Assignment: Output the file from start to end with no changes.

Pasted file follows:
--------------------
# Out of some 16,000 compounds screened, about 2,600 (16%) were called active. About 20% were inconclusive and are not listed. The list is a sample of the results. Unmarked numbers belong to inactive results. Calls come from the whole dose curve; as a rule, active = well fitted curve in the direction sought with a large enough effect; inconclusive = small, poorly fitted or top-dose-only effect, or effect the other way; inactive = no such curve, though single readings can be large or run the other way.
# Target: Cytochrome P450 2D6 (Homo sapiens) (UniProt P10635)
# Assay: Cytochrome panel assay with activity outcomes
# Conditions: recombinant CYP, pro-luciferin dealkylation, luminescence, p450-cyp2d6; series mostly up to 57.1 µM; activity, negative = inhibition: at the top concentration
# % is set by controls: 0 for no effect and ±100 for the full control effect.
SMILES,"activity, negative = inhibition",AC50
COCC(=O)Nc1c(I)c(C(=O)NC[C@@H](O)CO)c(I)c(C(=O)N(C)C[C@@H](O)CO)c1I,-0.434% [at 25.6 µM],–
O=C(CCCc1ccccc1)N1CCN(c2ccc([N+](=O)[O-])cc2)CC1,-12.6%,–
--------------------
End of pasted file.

# Out of some 16,000 compounds screened, about 2,600 (16%) were called active. About 20% were inconclusive and are not listed. The list is a sample of the results. Unmarked numbers belong to inactive results. Calls come from the whole dose curve; as a rule, active = well fitted curve in the direction sought with a large enough effect; inconclusive = small, poorly fitted or top-dose-only effect, or effect the other way; inactive = no such curve, though single readings can be large or run the other way.
# Target: Cytochrome P450 2D6 (Homo sapiens) (UniProt P10635)
# Assay: Cytochrome panel assay with activity outcomes
# Conditions: recombinant CYP, pro-luciferin dealkylation, luminescence, p450-cyp2d6; series mostly up to 57.1 µM; activity, negative = inhibition: at the top concentration
# % is set by controls: 0 for no effect and ±100 for the full control effect.
SMILES,"activity, negative = inhibition",AC50
COCC(=O)Nc1c(I)c(C(=O)NC[C@@H](O)CO)c(I)c(C(=O)N(C)C[C@@H](O)CO)c1I,-0.434% [at 25.6 µM],–
O=C(CCCc1ccccc1)N1CCN(c2ccc([N+](=O)[O-])cc2)CC1,-12.6%,–